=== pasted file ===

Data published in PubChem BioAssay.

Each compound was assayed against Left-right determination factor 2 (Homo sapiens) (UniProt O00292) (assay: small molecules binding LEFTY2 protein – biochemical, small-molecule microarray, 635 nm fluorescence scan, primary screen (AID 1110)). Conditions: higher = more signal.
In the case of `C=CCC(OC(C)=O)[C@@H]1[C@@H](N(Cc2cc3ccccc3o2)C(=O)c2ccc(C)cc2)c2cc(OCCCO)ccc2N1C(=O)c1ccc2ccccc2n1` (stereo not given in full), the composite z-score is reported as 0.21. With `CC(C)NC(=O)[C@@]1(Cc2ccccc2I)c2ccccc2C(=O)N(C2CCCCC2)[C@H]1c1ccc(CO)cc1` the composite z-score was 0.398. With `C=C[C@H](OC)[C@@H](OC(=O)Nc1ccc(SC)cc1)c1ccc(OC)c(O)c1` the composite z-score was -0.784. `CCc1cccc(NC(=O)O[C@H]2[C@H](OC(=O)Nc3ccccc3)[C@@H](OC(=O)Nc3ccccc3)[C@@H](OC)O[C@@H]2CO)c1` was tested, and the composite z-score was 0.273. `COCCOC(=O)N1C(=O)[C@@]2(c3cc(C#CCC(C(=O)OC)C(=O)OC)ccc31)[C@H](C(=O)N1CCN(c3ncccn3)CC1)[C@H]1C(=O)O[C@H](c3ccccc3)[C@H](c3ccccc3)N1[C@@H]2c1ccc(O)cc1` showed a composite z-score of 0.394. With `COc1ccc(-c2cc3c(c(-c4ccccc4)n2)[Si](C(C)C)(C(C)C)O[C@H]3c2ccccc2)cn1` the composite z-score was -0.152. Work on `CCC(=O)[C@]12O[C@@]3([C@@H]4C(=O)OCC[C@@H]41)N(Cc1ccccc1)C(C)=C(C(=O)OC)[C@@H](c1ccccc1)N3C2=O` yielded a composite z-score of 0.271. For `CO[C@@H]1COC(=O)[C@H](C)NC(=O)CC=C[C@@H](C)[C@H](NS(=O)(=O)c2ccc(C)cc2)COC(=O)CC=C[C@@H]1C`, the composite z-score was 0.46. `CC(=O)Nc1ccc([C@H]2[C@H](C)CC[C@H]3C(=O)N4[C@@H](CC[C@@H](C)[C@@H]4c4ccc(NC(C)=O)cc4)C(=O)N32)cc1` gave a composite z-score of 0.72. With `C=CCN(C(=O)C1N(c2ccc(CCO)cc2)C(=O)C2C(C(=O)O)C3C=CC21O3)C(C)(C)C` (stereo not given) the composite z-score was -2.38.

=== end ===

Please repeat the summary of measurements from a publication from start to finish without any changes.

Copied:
Data published in PubChem BioAssay.

Each compound was assayed against Left-right determination factor 2 (Homo sapiens) (UniProt O00292) (assay: small molecules binding LEFTY2 protein – biochemical, small-molecule microarray, 635 nm fluorescence scan, primary screen (AID 1110)). Conditions: higher = more signal.
In the case of `C=CCC(OC(C)=O)[C@@H]1[C@@H](N(Cc2cc3ccccc3o2)C(=O)c2ccc(C)cc2)c2cc(OCCCO)ccc2N1C(=O)c1ccc2ccccc2n1` (stereo not given in full), the composite z-score is reported as 0.21. With `CC(C)NC(=O)[C@@]1(Cc2ccccc2I)c2ccccc2C(=O)N(C2CCCCC2)[C@H]1c1ccc(CO)cc1` the composite z-score was 0.398. With `C=C[C@H](OC)[C@@H](OC(=O)Nc1ccc(SC)cc1)c1ccc(OC)c(O)c1` the composite z-score was -0.784. `CCc1cccc(NC(=O)O[C@H]2[C@H](OC(=O)Nc3ccccc3)[C@@H](OC(=O)Nc3ccccc3)[C@@H](OC)O[C@@H]2CO)c1` was tested, and the composite z-score was 0.273. `COCCOC(=O)N1C(=O)[C@@]2(c3cc(C#CCC(C(=O)OC)C(=O)OC)ccc31)[C@H](C(=O)N1CCN(c3ncccn3)CC1)[C@H]1C(=O)O[C@H](c3ccccc3)[C@H](c3ccccc3)N1[C@@H]2c1ccc(O)cc1` showed a composite z-score of 0.394. With `COc1ccc(-c2cc3c(c(-c4ccccc4)n2)[Si](C(C)C)(C(C)C)O[C@H]3c2ccccc2)cn1` the composite z-score was -0.152. Work on `CCC(=O)[C@]12O[C@@]3([C@@H]4C(=O)OCC[C@@H]41)N(Cc1ccccc1)C(C)=C(C(=O)OC)[C@@H](c1ccccc1)N3C2=O` yielded a composite z-score of 0.271. For `CO[C@@H]1COC(=O)[C@H](C)NC(=O)CC=C[C@@H](C)[C@H](NS(=O)(=O)c2ccc(C)cc2)COC(=O)CC=C[C@@H]1C`, the composite z-score was 0.46. `CC(=O)Nc1ccc([C@H]2[C@H](C)CC[C@H]3C(=O)N4[C@@H](CC[C@@H](C)[C@@H]4c4ccc(NC(C)=O)cc4)C(=O)N32)cc1` gave a composite z-score of 0.72. With `C=CCN(C(=O)C1N(c2ccc(CCO)cc2)C(=O)C2C(C(=O)O)C3C=CC21O3)C(C)(C)C` (stereo not given) the composite z-score was -2.38.